_______________________________________________
Radiance-general mailing list
[email protected]
http://www.radiance-online.org/mailman/listinfo/radiance-general

Greg,

Inspired by Mark Stock's semi-recent post, i am curious if HDRgen could be
compiled to work on the Beagle Bone?

···

#####
http://beagleboard.org/Products/BeagleBone
BeagleBone is an $89 MSRP, credit-card-sized Linux computer that connects
to the Internet and runs software such as Android 4.0 and Ubuntu. With
plenty of I/O and processing power for real-time analysis provided by an
AM335x 720MHz ARM® processor, BeagleBone can be complemented with cape
plug-in boards to augment functionality.
#####

From a search on the HDRI list archive, i found that:

##################

I managed to compile hdrgen under Lubuntu using VMWare, so if anyone else
wants a copy, let me know. I'll send one to Axel since it's a little more
recent version of the code (I think).

-Greg

##################

In summary, i plan to procure a Beagle Bone, install Ubuntu and Radiance,
and include hdrgen to complete the setup if you can supply me with a copy.

My interest here is in using a CCD camera to capture bracketed sets of
images, composite and analyze them on the Beagle Bone (via Radiance and
HDRgen), then use the information to thoughtfully control lighting and
shading systems in a physical space.

This plea may have more appropriately been made on the HDRI list, but i
wanted to add it to the current topic of Radiance paired with tiny low-cost
computers.

If others have comments or suggestions on the viability of this effort i
would be grateful to hear them!

-Kyle

-----------------------------------------------
Kyle Konis, AIA, Ph.D
Assistant Professor
School of Architecture, WAH 204
University of Southern California
Los Angeles, CA 90089-0291
http://arch.usc.edu/faculty/kkonis
-----------------------------------------------

There's the hitch that I don't distribute the code for hdrgen....

-G

···

From: Kyle Konis <[email protected]>
Date: June 19, 2013 5:23:18 PM PDT

Greg,

Inspired by Mark Stock's semi-recent post, i am curious if HDRgen could be compiled to work on the Beagle Bone?

#####
http://beagleboard.org/Products/BeagleBone
BeagleBone is an $89 MSRP, credit-card-sized Linux computer that connects to the Internet and runs software such as Android 4.0 and Ubuntu. With plenty of I/O and processing power for real-time analysis provided by an AM335x 720MHz ARM® processor, BeagleBone can be complemented with cape plug-in boards to augment functionality.
#####

From a search on the HDRI list archive, i found that:

##################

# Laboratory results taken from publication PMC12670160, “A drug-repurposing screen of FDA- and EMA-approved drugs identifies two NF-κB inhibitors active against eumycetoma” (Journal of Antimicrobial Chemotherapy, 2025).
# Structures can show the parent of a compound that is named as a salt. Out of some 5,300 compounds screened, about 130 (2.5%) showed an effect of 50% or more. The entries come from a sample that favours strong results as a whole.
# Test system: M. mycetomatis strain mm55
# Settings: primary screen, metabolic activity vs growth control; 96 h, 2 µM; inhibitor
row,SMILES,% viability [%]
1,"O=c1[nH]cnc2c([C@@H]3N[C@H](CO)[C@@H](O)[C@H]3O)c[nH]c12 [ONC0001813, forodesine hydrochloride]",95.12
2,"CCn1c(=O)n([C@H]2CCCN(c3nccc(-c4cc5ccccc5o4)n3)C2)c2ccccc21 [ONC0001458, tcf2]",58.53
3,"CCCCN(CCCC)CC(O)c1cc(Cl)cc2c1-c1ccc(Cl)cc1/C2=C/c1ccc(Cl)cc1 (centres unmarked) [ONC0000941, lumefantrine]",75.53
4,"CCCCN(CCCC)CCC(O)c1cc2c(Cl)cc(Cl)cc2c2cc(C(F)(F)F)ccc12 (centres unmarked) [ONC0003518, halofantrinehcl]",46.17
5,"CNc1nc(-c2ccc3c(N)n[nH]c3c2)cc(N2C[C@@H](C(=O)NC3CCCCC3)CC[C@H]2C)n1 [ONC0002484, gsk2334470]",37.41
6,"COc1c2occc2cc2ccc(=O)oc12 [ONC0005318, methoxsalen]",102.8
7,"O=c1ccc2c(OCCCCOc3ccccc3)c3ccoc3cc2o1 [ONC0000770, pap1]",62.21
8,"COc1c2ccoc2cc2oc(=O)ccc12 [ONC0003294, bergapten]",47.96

I managed to compile hdrgen under Lubuntu using VMWare, so if anyone else wants a copy, let me know. I'll send one to Axel since it's a little more recent version of the code (I think).

-Greg

##################

In summary, i plan to procure a Beagle Bone, install Ubuntu and Radiance, and include hdrgen to complete the setup if you can supply me with a copy.

My interest here is in using a CCD camera to capture bracketed sets of images, composite and analyze them on the Beagle Bone (via Radiance and HDRgen), then use the information to thoughtfully control lighting and shading systems in a physical space.

This plea may have more appropriately been made on the HDRI list, but i wanted to add it to the current topic of Radiance paired with tiny low-cost computers.

If others have comments or suggestions on the viability of this effort i would be grateful to hear them!

-Kyle

-----------------------------------------------
Kyle Konis, AIA, Ph.D
Assistant Professor
School of Architecture, WAH 204
University of Southern California
Los Angeles, CA 90089-0291
http://arch.usc.edu/faculty/kkonis
-----------------------------------------------

_______________________________________________
Radiance-general mailing list
[email protected]
http://www.radiance-online.org/mailman/listinfo/radiance-general

Would it make any difference if I loaned you a Raspberry Pi kit to build on?

Mark

···

On 6/19/13, Greg Ward <[email protected]> wrote:

There's the hitch that I don't distribute the code for hdrgen....

-G

From: Kyle Konis <[email protected]>
Date: June 19, 2013 5:23:18 PM PDT

Greg,

Inspired by Mark Stock's semi-recent post, i am curious if HDRgen could be
compiled to work on the Beagle Bone?

#####
http://beagleboard.org/Products/BeagleBone
BeagleBone is an $89 MSRP, credit-card-sized Linux computer that connects
to the Internet and runs software such as Android 4.0 and Ubuntu. With
plenty of I/O and processing power for real-time analysis provided by an
AM335x 720MHz ARM® processor, BeagleBone can be complemented with cape
plug-in boards to augment functionality.
#####

From a search on the HDRI list archive, i found that:

##################

I managed to compile hdrgen under Lubuntu using VMWare, so if anyone else
wants a copy, let me know. I'll send one to Axel since it's a little more
recent version of the code (I think).

-Greg

##################